MARTINSVILLE – Although it probably will be raining, consultants working with city officials to improve traffic and pedestrian safety on Martinsville’s west side will walk through the district to get ideas on Wednesday, stopping to meet with residents at three locations along the way.
Their visit is part of ongoing efforts to make improvements to the district, including redeveloping the former Paradise Inn on Fayette Street.
A 100 percent chance of rain is in the forecast for Wednesday, starting during the early morning hours and continuing until late that night, according to the National Weather Service.
However, the walking tour will go on rain or shine, city Zoning Administrator/Community Planner Susan McCulloch said.
“We have a tight timeline” to meet, McCulloch said, in plans to apply for a Smart Scale grant from the Virginia Department of Transportation (VDOT) to help with the project.
Smart Scale is a program in which potential transportation improvement projects undergo a scoring process. The Commonwealth Transportation Board then prioritizes funding based on the scores.
“We’ll just carry umbrellas,” McCulloch said, referring to city officials, consultants from Renaissance Planning Group and Michael Becker International, and staff members of VDOT and the West Piedmont Planning District Commission who will participate in the day-long tour.
Meetings with the public will be held at 10:45 a.m. at the Fayette Area Historical Initiative (FAHI) at 211 W. Fayette St., at 1 p.m. in Room 107 at the New College Institute (NCI) on the nearby Baldwin Block uptown and at 2:30 p.m. at St. Paul’s Episcopal Church at 904 Fayette St. Residents, business owners and community leaders will be able to share history of the west side with the consultants and tell them about improvements they would like to see made to the district and its streets.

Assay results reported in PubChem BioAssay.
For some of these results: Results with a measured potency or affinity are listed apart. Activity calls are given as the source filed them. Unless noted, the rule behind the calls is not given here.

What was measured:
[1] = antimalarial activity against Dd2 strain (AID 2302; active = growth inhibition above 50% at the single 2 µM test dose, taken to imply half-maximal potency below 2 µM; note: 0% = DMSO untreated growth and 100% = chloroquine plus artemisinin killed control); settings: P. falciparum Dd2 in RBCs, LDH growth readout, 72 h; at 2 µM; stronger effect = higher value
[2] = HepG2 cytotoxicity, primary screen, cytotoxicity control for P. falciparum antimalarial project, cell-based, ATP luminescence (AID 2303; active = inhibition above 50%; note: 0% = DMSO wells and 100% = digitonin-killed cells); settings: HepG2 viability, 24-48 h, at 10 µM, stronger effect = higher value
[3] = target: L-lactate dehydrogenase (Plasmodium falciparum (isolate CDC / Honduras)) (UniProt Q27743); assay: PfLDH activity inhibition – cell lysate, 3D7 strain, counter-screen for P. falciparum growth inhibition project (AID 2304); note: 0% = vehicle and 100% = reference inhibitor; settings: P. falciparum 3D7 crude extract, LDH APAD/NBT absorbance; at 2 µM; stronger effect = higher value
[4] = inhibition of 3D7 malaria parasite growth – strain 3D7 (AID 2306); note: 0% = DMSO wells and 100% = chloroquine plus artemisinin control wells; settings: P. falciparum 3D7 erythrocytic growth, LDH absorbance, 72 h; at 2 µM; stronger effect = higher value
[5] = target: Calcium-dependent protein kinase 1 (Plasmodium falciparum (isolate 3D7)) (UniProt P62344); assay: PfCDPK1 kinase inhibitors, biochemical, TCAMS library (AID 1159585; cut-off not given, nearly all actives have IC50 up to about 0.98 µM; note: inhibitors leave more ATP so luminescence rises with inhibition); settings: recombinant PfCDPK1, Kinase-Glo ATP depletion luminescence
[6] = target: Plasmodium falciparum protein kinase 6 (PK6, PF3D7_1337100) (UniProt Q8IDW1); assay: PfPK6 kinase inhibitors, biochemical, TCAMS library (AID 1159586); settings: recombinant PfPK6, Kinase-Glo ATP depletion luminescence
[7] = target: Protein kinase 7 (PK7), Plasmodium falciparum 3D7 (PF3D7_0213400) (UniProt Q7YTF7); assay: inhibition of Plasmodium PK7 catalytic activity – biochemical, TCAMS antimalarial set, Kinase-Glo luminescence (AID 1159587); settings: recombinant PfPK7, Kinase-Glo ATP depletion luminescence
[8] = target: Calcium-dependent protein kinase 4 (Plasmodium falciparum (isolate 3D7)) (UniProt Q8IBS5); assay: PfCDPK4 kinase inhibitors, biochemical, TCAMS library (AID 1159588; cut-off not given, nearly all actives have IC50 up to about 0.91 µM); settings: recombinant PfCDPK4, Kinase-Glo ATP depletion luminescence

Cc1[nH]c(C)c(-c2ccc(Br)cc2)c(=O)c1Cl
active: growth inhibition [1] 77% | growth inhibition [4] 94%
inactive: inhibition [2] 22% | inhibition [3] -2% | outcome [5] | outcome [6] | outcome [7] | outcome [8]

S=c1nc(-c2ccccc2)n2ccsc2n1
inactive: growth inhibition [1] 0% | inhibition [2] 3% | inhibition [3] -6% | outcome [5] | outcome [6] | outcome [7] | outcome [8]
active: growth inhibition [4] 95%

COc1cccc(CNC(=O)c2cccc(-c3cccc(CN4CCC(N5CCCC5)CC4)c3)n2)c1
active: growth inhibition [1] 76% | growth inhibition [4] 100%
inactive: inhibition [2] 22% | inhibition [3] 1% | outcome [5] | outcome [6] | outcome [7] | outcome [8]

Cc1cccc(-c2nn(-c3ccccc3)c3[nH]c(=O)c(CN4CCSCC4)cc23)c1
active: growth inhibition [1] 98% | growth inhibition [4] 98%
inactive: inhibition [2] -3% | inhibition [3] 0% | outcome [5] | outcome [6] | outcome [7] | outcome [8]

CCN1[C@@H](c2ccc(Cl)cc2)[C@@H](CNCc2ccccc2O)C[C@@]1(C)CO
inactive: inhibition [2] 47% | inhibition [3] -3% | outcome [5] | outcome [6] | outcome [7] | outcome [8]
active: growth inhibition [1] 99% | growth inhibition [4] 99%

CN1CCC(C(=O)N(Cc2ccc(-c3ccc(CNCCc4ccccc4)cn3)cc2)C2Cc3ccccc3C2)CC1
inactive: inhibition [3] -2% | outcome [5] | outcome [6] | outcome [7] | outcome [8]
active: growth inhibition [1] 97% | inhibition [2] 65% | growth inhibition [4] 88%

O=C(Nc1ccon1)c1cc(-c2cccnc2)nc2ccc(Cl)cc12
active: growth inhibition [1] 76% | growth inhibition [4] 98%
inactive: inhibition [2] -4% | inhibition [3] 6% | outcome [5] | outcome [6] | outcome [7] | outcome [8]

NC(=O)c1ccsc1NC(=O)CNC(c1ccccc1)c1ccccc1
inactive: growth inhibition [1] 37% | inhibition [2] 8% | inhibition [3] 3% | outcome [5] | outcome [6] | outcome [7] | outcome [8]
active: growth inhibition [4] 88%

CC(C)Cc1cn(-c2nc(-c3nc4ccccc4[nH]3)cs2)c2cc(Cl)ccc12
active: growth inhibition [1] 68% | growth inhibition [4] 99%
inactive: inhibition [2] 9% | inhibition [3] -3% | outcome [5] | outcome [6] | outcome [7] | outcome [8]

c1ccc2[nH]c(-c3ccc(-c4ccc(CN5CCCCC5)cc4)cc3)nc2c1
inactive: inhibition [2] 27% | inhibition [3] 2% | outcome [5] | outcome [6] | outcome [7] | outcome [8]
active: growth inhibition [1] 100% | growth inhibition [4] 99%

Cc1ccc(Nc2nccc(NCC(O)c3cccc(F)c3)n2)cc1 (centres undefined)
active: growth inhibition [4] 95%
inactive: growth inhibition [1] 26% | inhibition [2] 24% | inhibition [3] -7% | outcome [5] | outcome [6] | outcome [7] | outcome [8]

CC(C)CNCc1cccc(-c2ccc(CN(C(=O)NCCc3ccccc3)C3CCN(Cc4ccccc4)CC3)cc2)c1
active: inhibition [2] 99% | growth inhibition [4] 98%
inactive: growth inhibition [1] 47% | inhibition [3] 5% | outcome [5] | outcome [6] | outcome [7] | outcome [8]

Basically, consultants and officials want to hear ideas for improving vehicle flows in the area, as well as making the neighborhoods – especially the five-way intersection of Fayette Street, Memorial Boulevard and West Church Street – easier for people to walk through, according to McCulloch.
The tour will start at 10 a.m. During the afternoon, participants will see the former inn at the corner of Fayette and Beaver streets. Efforts have begun to eventually transform the dilapidated structure into a “healthy hub” where residents of the largely minority west side can go to buy healthy foods grown or prepared locally, as well as learn how to prepare such foods.
Officials have described the neighborhood as a “food desert” because it lacks either a restaurant or a full-service grocery store where people can buy nutritious foods.
They also want to hear ideas for Beaver Street, which runs through a residential area between Fayette and Memorial. The street gets a somewhat large amount of fast-moving vehicles trying to avoid the traffic signals at the five-way intersection. The city is exploring the idea of turning Beaver into a “cul-de-sac,” a dead-end street with a place at its end where vehicles can turn around.
The day’s activities will conclude with a meeting from 6-8 p.m. at NCI during which tour participants will discuss their findings.
Another public meeting will be held at 6 p.m. March 8 during which consultants will present their recommendations for the district, based on what they see and hear on Wednesday, McCulloch said. A location for the meeting has not yet been determined.